Are You Influencing The Lifestyles Of Your Staff?
Employers play a key role in promoting health and wellbeing. A little education and awareness can go a long way and makes sound business sense.
The easiest way is to engage with your workforce. By doing so, businesses are able to tailor their approach to raising health and wellbeing across the organisation. We know that everyone has a different learning style and it’s important to ensure your approach reflects this. Some examples of ways in which a company can raise awareness include onsite wellbeing days or remote campaigns that enable office and field based staff to participate. We have recently run a number of wellbeing campaigns which engender the competitive spirit within companies and help people push towards certain goals, for example moving more, improving hydration or weight loss. You could also consider providing healthy alternatives in vending machines or canteens and making sure that these are affordable for you employees.
A company which makes proactive changes when it comes to promoting employee health and wellbeing will see positive changes in productivity. When employees feel engaged and happier in their work lives they are more likely to have a good work/life balance which, in turn, has benefits for their health – both physical and mental.
Other practical solutions include adopting a proactive Occupational Health service which provides a structured system of feedback and assessment. This can include return to work programmes and promotional opportunities which are all benefits that have been shown to improve employee wellbeing. When a company is seen to care about its employees, fostering a culture of support and encouraging them to grow and thrive within the company, then employees feel valued and appreciated. This in turn leads to increased productivity and, ultimately, profitability for the company.
Investing in your employees’ health and wellbeing has been proven to bring benefits. There are numerous studies showing the return on investment for introducing wellbeing and engendering an engaged workforce.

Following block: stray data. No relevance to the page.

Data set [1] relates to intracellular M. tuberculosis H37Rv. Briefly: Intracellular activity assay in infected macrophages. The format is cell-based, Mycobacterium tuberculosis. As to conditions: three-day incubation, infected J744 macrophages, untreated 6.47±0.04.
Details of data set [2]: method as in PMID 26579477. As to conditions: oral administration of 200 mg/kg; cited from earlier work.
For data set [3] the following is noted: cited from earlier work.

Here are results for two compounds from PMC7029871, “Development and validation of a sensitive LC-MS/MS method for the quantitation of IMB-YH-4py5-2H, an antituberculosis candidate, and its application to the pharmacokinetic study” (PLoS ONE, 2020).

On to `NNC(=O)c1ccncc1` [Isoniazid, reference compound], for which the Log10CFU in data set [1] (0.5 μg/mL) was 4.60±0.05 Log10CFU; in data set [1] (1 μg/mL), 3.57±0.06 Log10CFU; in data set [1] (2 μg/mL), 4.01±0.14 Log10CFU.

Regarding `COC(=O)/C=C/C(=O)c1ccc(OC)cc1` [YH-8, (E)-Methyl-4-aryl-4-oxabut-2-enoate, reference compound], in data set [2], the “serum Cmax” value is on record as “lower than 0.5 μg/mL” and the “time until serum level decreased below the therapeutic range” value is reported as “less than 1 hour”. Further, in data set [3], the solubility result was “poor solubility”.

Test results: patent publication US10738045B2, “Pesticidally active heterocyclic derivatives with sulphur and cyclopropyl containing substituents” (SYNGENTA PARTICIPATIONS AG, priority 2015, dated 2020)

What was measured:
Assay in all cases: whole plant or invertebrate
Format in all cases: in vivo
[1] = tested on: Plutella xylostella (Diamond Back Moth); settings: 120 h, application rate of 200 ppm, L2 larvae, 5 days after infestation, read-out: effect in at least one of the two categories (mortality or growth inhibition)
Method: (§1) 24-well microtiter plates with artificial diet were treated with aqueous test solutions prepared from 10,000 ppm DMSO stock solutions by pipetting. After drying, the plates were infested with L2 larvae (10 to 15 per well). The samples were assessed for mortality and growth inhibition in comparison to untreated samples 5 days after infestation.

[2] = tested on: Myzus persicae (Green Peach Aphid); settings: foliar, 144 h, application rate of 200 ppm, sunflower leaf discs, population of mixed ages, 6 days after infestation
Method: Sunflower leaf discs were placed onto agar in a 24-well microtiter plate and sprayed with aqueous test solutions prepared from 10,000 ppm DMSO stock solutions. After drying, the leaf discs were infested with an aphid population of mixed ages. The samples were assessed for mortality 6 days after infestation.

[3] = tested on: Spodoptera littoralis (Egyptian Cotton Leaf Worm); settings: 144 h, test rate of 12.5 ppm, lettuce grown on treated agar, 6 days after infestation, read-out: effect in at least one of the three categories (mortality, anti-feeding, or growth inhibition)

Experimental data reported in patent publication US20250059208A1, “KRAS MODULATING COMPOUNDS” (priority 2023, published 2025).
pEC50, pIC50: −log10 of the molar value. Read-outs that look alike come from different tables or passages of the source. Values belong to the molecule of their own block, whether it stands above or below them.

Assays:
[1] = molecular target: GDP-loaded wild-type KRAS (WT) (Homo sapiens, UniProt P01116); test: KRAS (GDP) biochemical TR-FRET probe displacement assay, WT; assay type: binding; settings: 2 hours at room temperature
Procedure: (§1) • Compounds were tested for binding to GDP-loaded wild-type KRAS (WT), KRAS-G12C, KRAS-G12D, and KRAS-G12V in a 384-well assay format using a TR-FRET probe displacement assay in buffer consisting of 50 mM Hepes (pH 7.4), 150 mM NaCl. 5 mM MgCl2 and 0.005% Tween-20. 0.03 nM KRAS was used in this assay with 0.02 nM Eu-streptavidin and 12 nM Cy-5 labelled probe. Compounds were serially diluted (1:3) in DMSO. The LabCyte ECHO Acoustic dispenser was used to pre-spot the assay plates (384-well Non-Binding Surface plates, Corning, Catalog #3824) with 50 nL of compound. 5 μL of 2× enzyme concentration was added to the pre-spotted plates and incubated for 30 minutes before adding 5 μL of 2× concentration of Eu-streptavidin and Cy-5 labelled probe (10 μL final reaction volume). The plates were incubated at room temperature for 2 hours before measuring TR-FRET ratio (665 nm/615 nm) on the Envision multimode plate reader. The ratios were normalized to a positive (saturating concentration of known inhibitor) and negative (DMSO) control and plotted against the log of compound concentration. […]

A recent study has shown that happy employees are
12% more productive. Other research has shown that return on investment can be as high as 9.3 times the investment. Employees who are engaged at work and feel valued and appreciated are less likely to look for a new job, meaning better retention rates and less money needing to be spent on recruitment. Disengaged or disgruntled employees have been shown to be less productive, absent in higher numbers and more likely to leave the company. ( MacLeod and Clarke, 2009)
Happy employees are 3-5 times more productive than unhappy employees which can only be good for business. The extent to which work related stress plays into mental health and wellbeing cannot be understated. Research undertaken by the Sainsbury Centre for Mental Health estimated the cost of reduced productivity at work due to mental health conditions to be
one and a half times greater than that due to days lost through mental health related sickness absence. Presenteeism is also a factor that companies should consider. Evidence shows that it can cost employers 2-7 times more than absenteeism (Main, Glozier and Wright, 2005) so it stands to note that it’s a subject which employers should take seriously.
Most declines in physical and mental capacity across a lifetime are not directly related to age, but more due to environmental and lifestyle factors such as diet, exercise, smoking and alcohol consumption, stress, work environment and psychosocial factors (Harper and Marcus, 2007)
Research undertaken by Towers Perrin-ISR showed that companies with a highly engaged workforce typically see operating income
rise by 19.2% compared to companies with low engagement scores, who saw operating income decline by 32.7%.
Engaged employees are reported to take an average of 2.7 days per year, compared with disengaged employees taking an average of 6.2 days per year. This can equate to increased costs of £502 per employee per year (£882 for 6.2 days absence compared to £387 for 2.7 days per year).
Further examples from the PWC (2008) review have provided evidence to suggest that a positive relationship exists between wellbeing programmes and improved business key performance indicators. Cost-benefit ratios, which measure the financial return for every unit of expenditure, found that returns could be as high as 10 times the investment.